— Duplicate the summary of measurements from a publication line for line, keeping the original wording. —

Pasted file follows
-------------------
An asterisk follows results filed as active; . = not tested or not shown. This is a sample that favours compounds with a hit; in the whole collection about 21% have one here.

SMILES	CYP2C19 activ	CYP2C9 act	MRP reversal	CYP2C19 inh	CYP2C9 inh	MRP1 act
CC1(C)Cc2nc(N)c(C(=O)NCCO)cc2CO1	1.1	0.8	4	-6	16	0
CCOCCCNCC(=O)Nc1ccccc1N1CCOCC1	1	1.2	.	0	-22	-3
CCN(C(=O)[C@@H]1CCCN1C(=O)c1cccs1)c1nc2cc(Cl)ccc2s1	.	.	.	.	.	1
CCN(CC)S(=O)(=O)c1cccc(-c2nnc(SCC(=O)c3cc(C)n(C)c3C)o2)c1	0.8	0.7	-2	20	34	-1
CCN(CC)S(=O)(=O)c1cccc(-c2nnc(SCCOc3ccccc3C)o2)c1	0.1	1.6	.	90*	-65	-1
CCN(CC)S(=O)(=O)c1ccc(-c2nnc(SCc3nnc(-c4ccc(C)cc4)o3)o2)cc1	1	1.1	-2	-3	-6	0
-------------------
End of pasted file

An asterisk follows results filed as active; . = not tested or not shown. This is a sample that favours compounds with a hit; in the whole collection about 21% have one here.

SMILES	CYP2C19 activ	CYP2C9 act	MRP reversal	CYP2C19 inh	CYP2C9 inh	MRP1 act
CC1(C)Cc2nc(N)c(C(=O)NCCO)cc2CO1	1.1	0.8	4	-6	16	0
CCOCCCNCC(=O)Nc1ccccc1N1CCOCC1	1	1.2	.	0	-22	-3
CCN(C(=O)[C@@H]1CCCN1C(=O)c1cccs1)c1nc2cc(Cl)ccc2s1	.	.	.	.	.	1
CCN(CC)S(=O)(=O)c1cccc(-c2nnc(SCC(=O)c3cc(C)n(C)c3C)o2)c1	0.8	0.7	-2	20	34	-1
CCN(CC)S(=O)(=O)c1cccc(-c2nnc(SCCOc3ccccc3C)o2)c1	0.1	1.6	.	90*	-65	-1
CCN(CC)S(=O)(=O)c1ccc(-c2nnc(SCc3nnc(-c4ccc(C)cc4)o3)o2)cc1	1	1.1	-2	-3	-6	0